Microsoft Warns of New Ransomware: PonyFinal

Microsoft has warned organizations globally about a new type of data stealing Java-based ransomware dubbed “PonyFinal”. The malware is human-operated ransomware, which is distributed in an automated way by attackers.

This ransomware is manually propagated by the threat actors. According to experts, PonyFinal uses a secure encryption scheme and encrypted files cannot be recovered in any way.

This ransomware is involved in highly targeted attacks against targets in the U.S., India, and Iran. It has been repeatedly targeting the healthcare sector during the COVID-19 pandemic.

How Ponyfinal Attacks?

According to Microsoft’s security intelligence team, PonyFinal ransomware encrypts files at a particular date and time by encrypting the files with .enc extension. The ransom note is a simple text file which gain access to a targeted organization via brute force attacks against the systems management server. It then deploys a VBScript to run a PowerShell reverse shell to perform data dumps and a remote manipulator system to bypass event logging.

The ransomware is delivered through an MSI file that contains two batch files and the ransomware payload. UVNC_Install.bat creates a scheduled task named “Java Updater” and calls RunTask.bat, which runs the payload, PonyFinal.JAR.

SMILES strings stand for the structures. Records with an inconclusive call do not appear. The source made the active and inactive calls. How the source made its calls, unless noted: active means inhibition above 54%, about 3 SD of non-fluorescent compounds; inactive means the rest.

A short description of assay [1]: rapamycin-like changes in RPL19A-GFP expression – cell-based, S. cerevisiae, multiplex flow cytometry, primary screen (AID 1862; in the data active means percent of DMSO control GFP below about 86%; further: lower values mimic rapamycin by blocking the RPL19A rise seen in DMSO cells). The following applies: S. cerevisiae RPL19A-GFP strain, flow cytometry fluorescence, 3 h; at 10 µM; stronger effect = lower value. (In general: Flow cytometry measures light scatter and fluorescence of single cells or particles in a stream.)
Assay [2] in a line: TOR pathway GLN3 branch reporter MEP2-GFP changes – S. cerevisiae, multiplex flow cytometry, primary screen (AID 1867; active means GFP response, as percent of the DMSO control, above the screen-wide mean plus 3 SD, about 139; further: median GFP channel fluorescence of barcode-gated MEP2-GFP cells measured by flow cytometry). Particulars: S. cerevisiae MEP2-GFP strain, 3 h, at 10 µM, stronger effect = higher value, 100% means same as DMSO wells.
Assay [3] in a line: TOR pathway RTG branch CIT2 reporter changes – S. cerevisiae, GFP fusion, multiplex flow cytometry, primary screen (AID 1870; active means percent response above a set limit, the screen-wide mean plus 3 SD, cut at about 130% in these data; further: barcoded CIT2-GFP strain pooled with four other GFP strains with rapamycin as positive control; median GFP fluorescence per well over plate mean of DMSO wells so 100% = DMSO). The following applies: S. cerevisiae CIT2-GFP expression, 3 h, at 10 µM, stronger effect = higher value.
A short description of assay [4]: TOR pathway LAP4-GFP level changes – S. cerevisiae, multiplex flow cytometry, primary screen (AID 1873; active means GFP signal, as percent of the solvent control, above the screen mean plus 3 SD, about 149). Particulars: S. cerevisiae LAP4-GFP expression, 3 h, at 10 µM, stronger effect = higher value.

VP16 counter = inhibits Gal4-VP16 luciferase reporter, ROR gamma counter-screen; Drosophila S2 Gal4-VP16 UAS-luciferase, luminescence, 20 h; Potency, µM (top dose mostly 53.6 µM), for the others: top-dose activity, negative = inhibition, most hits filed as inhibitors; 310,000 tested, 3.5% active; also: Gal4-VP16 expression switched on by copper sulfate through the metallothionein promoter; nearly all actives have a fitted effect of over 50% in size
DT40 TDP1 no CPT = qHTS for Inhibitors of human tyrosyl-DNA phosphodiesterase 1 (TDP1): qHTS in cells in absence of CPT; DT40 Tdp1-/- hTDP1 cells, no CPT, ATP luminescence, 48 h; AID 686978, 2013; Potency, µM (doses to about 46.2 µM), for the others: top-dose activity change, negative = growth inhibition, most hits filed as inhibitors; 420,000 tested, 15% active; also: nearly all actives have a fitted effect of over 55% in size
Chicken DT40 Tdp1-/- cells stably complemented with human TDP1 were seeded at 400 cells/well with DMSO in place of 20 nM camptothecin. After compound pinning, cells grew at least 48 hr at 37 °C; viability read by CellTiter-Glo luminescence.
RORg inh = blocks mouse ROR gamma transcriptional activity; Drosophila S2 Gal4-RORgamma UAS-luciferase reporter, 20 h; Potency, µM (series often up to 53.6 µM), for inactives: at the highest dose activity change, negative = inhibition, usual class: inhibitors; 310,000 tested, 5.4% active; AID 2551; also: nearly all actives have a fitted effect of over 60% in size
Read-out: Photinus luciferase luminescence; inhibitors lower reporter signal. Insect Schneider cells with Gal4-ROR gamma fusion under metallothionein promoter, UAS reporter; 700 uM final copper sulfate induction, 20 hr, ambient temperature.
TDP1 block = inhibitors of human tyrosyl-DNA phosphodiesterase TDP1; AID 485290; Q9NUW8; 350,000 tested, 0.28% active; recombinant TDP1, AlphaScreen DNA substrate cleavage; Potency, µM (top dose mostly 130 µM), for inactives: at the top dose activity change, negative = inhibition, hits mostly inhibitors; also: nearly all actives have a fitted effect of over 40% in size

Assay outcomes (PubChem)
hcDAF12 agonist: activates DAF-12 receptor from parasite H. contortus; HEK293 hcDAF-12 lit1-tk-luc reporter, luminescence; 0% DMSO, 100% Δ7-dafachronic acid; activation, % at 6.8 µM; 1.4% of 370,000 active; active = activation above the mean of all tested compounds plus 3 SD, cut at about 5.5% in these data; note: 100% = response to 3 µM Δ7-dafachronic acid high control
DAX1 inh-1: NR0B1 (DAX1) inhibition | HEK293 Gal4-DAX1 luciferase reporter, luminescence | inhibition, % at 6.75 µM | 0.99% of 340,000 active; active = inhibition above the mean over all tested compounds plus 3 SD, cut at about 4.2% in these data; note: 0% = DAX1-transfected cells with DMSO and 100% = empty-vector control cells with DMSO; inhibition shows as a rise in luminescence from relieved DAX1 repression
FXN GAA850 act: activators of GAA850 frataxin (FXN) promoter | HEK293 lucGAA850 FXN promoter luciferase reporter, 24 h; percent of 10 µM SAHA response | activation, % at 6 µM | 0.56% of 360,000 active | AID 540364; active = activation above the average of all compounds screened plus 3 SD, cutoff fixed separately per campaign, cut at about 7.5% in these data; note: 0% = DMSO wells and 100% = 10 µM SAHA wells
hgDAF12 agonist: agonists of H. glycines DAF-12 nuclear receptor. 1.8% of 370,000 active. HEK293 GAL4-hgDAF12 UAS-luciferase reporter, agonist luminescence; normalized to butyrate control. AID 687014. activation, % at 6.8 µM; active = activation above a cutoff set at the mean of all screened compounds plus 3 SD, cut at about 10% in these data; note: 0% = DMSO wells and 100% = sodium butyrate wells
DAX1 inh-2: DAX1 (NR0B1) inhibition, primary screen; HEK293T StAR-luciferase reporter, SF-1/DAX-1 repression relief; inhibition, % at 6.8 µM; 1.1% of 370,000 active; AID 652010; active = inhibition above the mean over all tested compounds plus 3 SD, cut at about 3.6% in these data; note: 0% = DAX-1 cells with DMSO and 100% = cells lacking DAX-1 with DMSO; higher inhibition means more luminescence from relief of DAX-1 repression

In certain cases, the attackers deploy Java Runtime Environment (JRE), which the Java-based PonyFinal ransomware needs to run. However, evidence suggests that attackers use information stolen from the systems management server to target endpoints with JRE already installed.

Java-based ransomware are not exceptional, they are not as common as other threat file types. However, organizations should focus less on this payload and more on how it’s delivered. These attacks are not only targeted toward essential services, but they are being conducted on an enterprise level. 

Recommendations

It is recommended to consider the following best practices:

  • Organizations are suggested to stay vigilant and take immediate action to investigate and remediate ransomware attacks.
  • Use application whitelisting to allow only approved programs to run on a network.
  • Organizations should continue to enforce proven solutions such as credential hygiene, minimal privileges and host firewalls to spoil these attacks.
  • Do check for exposed credentials, additional payloads and lateral movement before you rebuild affected endpoints or reset passwords.
  • Update software and operating systems with the latest patches. Outdated applications and operating systems are the target of most attacks.
  • Backup data on a regular basis. Keep it on a separate device and store it offline.
  • Enable strong spam filters to prevent phishing emails from reaching the end users and authenticate inbound email to prevent email spoofing.